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More firefighters on the way as the Silver King fire in southern Utah continues to burn out of control
More firefighters on the way as the Silver King fire in southern Utah continues to burn out of control

More than two days after the Silver King fire in southern Utah was sparked by a lightning strike, it is still raging out of control, more than doubling in size in the last 24 hours.

The fire in the mountains several miles west of Marysvale in Piute County has grown from 5,400 acres on Sunday to nearly 11,000 acres this morning and is zero percent contained, according to state and local fire officials. That’s an increase from about 60 acres on Friday afternoon, when the fire started in the Beaver Creek Drainage area of ​​the Fishlake National Forest.

“This fire is a monster,” said Marysvale Fire Chief Jon Christensen. “It’s raging in terrible terrain and in steep ravines that go steeply up and down hills. We can only fight it with small arms and aircraft.”

Hand crews are firefighting teams of over 18 men each who are deployed on the front lines of active forest fires.

On Sunday, firefighting planes and helicopters dropped water and fire retardant from the air while hundreds of federal firefighters, including five hotshot teams, worked to contain the fire on the ground, according to the City of Marysvale’s Facebook page.

“We have everything from local volunteer fire departments doing building protection work to 20-person hotshots teams on site fighting the fire directly,” said Kevin Abel, spokesman for Great Basin Incident Management Team 2, which took over management of the fire this morning.

Great Basin Team 2 is one of 16 crisis management teams spread across the country that respond to natural disasters and national emergencies.

So far, Abel said, about 350 firefighters from federal, state and local agencies are working to fight the fire. In addition, three large helicopters, a smaller command and control helicopter and an airplane – all contracted or used by the state – are working to fight the fire from the air.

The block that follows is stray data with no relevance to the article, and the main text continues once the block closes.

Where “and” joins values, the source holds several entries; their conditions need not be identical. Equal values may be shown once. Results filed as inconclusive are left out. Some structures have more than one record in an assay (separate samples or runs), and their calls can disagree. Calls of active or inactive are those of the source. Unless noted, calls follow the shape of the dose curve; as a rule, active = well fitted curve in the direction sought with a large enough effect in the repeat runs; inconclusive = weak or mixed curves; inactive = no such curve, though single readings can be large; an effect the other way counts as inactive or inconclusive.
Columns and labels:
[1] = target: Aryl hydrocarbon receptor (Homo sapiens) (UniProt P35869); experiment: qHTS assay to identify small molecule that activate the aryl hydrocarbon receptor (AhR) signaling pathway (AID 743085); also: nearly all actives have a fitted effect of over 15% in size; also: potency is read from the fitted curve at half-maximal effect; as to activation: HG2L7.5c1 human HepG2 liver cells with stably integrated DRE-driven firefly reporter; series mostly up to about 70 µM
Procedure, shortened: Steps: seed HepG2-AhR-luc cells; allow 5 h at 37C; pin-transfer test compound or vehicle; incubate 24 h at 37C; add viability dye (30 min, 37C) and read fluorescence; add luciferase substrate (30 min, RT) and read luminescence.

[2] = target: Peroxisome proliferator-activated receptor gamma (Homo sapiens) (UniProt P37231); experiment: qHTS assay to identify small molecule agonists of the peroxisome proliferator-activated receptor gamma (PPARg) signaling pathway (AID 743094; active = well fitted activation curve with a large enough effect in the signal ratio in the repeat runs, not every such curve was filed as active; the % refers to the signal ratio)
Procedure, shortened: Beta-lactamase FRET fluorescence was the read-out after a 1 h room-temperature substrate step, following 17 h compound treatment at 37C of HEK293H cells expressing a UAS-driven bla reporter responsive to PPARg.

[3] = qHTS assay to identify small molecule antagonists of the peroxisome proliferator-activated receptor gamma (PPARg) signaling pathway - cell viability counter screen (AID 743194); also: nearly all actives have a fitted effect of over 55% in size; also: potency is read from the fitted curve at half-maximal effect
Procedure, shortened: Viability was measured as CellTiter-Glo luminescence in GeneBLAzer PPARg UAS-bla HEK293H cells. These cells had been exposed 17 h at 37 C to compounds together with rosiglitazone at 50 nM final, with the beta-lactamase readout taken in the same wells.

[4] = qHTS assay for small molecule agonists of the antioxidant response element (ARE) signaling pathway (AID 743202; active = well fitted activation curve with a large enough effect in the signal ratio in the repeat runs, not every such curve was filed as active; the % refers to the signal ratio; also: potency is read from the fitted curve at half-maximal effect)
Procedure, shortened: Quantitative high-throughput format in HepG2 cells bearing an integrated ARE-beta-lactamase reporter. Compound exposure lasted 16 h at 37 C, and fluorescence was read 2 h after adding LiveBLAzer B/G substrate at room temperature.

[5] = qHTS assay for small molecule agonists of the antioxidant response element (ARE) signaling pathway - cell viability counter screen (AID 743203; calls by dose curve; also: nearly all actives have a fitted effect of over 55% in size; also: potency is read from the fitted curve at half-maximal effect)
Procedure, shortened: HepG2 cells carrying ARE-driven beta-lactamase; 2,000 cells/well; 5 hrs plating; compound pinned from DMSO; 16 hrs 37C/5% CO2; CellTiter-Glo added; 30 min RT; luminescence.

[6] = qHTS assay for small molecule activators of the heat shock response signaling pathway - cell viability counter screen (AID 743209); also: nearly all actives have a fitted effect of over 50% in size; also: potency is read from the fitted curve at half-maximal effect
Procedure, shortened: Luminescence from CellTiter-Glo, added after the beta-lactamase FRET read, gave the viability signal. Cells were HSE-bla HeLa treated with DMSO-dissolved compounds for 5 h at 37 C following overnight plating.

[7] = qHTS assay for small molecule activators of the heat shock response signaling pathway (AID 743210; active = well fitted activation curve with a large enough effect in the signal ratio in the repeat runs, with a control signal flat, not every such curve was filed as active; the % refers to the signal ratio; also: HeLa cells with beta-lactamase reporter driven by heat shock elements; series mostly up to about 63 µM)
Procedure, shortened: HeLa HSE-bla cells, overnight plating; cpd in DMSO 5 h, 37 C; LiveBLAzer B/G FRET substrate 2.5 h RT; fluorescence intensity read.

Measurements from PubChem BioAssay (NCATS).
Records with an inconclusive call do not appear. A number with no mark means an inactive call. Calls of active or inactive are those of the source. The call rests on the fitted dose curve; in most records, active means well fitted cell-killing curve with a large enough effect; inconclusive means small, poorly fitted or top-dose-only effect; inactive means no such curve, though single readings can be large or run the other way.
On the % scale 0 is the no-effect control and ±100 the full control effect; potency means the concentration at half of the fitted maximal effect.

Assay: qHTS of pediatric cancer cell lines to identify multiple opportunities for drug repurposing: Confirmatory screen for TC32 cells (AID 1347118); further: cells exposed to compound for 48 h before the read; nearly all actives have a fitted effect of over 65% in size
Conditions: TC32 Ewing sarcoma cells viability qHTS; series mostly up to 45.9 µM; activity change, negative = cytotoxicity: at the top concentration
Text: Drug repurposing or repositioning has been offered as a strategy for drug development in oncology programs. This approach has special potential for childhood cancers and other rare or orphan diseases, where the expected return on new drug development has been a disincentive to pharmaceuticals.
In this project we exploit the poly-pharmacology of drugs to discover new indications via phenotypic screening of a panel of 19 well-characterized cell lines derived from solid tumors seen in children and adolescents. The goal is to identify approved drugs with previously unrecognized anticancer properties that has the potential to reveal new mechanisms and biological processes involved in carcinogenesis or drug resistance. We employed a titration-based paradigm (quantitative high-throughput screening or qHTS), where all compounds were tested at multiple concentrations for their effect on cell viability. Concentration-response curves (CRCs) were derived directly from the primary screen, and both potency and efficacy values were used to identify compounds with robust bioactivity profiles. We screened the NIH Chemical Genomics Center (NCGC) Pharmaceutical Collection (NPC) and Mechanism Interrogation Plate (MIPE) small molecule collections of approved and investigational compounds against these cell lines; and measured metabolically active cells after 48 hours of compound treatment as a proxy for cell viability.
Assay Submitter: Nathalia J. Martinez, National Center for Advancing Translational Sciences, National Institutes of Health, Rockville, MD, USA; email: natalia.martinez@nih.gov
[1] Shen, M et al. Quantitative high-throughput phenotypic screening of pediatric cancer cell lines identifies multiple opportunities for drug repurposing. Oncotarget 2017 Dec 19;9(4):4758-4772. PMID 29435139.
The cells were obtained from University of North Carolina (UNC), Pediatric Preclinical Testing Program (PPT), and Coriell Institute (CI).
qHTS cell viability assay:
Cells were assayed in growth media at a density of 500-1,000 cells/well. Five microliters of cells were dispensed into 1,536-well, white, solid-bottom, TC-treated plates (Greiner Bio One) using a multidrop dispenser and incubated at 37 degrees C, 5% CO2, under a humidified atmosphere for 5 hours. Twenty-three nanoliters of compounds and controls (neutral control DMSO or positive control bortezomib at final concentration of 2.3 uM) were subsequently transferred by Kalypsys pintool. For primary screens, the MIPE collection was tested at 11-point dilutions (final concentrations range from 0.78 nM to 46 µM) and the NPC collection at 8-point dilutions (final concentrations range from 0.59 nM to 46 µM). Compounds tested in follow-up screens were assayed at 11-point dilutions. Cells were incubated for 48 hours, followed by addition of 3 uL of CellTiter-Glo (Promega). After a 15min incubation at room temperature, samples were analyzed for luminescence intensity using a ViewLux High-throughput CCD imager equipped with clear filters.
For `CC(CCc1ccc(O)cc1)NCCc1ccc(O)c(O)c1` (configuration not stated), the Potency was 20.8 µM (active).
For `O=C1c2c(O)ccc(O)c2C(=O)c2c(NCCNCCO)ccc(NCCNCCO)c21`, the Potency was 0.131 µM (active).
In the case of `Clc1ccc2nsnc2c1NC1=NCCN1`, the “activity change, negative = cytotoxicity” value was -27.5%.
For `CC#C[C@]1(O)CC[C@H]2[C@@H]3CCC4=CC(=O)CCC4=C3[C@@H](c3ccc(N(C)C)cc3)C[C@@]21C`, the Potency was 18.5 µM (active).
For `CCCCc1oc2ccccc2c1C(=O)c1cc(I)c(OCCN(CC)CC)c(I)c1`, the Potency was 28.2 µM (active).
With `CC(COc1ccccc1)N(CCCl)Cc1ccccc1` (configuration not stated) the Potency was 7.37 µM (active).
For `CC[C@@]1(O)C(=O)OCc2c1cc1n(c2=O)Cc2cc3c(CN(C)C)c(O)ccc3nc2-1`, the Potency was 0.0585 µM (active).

Despite the forces deployed to fight the fire, Abel added, the rugged terrain and remoteness of the area made it difficult to gain control of the fire. Since there are no roads in the area, firefighters often have to approach the fire on foot. Strong winds, which at one point temporarily grounded fixed-wing aircraft, also played a role.

Abel said more help is on the way as more firefighters and additional resources are being sent to the area to intensify firefighting efforts. As the fire neared 300 homes on Sunday, the Federal Emergency Management Agency (FEMA) also approved the state’s request for federal funds to cover firefighting costs.

Christopher Cherrington | The Salt Lake Tribune

The federal grant provides funds to cover 75% of the state’s eligible firefighting costs, but it does not provide assistance to individual home or business owners, nor does it cover fire damage to infrastructure, according to FEMA.

Firefighters’ focus today will be on the northwest side of the fire, where they will scout and build fire breaks to prevent the fire from spreading. In addition, fire crews will reinforce the fire break from Beaver Creek to Deer Creek and continue to protect structures in Bullion County, according to the U.S. Forest Service-Fishlake National Forest website.

According to the Forest Service, warmer than normal temperatures and wind gusts of up to 25 miles per hour are expected, making for another day of extreme fire weather and difficult conditions for firefighting. Residents of upper Bullion Canyon, west of Marysvale, were evacuated yesterday. In addition, power is out in some parts of the canyon.

Christensen said about 20 homeowners in the Marysvale area have voluntarily chosen to evacuate until the threat subsides. There have been no deaths, injuries or damage to homes or other buildings, he noted, but the threat is far from over. He said his volunteer firefighters are working around the clock to set up roadblocks, put out hot spots and protect buildings.

“All hands on deck,” he said. “My boys have been working for three days without sleep. We are a town of about 400 people and this is a big event.”

Firefighters are asking motorists to avoid Marysvale until the fire is under control.

By Isla